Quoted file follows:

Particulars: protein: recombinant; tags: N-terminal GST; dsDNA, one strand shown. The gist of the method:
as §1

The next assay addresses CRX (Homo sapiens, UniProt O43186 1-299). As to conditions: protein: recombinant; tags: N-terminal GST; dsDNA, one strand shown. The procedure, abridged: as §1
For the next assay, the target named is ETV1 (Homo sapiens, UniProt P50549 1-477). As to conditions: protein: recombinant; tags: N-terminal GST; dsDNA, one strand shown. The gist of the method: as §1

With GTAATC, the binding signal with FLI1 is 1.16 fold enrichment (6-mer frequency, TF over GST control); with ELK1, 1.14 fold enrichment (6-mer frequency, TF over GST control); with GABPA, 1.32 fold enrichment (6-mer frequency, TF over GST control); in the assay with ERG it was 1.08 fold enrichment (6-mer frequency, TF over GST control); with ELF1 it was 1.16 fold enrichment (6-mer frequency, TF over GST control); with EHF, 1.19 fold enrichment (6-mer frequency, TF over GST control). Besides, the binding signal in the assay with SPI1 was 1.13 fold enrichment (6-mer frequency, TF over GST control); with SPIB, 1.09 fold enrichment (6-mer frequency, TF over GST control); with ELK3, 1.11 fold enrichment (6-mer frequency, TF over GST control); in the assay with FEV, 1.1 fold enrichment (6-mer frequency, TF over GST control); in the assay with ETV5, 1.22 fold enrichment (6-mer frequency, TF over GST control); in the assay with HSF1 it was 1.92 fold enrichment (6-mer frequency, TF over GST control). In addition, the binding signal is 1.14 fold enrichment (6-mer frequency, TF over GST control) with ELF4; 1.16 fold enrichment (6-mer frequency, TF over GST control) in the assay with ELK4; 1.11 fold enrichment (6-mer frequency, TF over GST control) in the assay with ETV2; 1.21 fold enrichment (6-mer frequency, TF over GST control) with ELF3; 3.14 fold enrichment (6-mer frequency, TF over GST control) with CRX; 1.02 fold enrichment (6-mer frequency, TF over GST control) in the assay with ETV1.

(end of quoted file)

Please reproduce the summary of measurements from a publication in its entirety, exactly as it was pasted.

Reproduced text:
Particulars: protein: recombinant; tags: N-terminal GST; dsDNA, one strand shown. The gist of the method:
as §1

The next assay addresses CRX (Homo sapiens, UniProt O43186 1-299). As to conditions: protein: recombinant; tags: N-terminal GST; dsDNA, one strand shown. The procedure, abridged: as §1
For the next assay, the target named is ETV1 (Homo sapiens, UniProt P50549 1-477). As to conditions: protein: recombinant; tags: N-terminal GST; dsDNA, one strand shown. The gist of the method: as §1

With GTAATC, the binding signal with FLI1 is 1.16 fold enrichment (6-mer frequency, TF over GST control); with ELK1, 1.14 fold enrichment (6-mer frequency, TF over GST control); with GABPA, 1.32 fold enrichment (6-mer frequency, TF over GST control); in the assay with ERG it was 1.08 fold enrichment (6-mer frequency, TF over GST control); with ELF1 it was 1.16 fold enrichment (6-mer frequency, TF over GST control); with EHF, 1.19 fold enrichment (6-mer frequency, TF over GST control). Besides, the binding signal in the assay with SPI1 was 1.13 fold enrichment (6-mer frequency, TF over GST control); with SPIB, 1.09 fold enrichment (6-mer frequency, TF over GST control); with ELK3, 1.11 fold enrichment (6-mer frequency, TF over GST control); in the assay with FEV, 1.1 fold enrichment (6-mer frequency, TF over GST control); in the assay with ETV5, 1.22 fold enrichment (6-mer frequency, TF over GST control); in the assay with HSF1 it was 1.92 fold enrichment (6-mer frequency, TF over GST control). In addition, the binding signal is 1.14 fold enrichment (6-mer frequency, TF over GST control) with ELF4; 1.16 fold enrichment (6-mer frequency, TF over GST control) in the assay with ELK4; 1.11 fold enrichment (6-mer frequency, TF over GST control) in the assay with ETV2; 1.21 fold enrichment (6-mer frequency, TF over GST control) with ELF3; 3.14 fold enrichment (6-mer frequency, TF over GST control) with CRX; 1.02 fold enrichment (6-mer frequency, TF over GST control) in the assay with ETV1.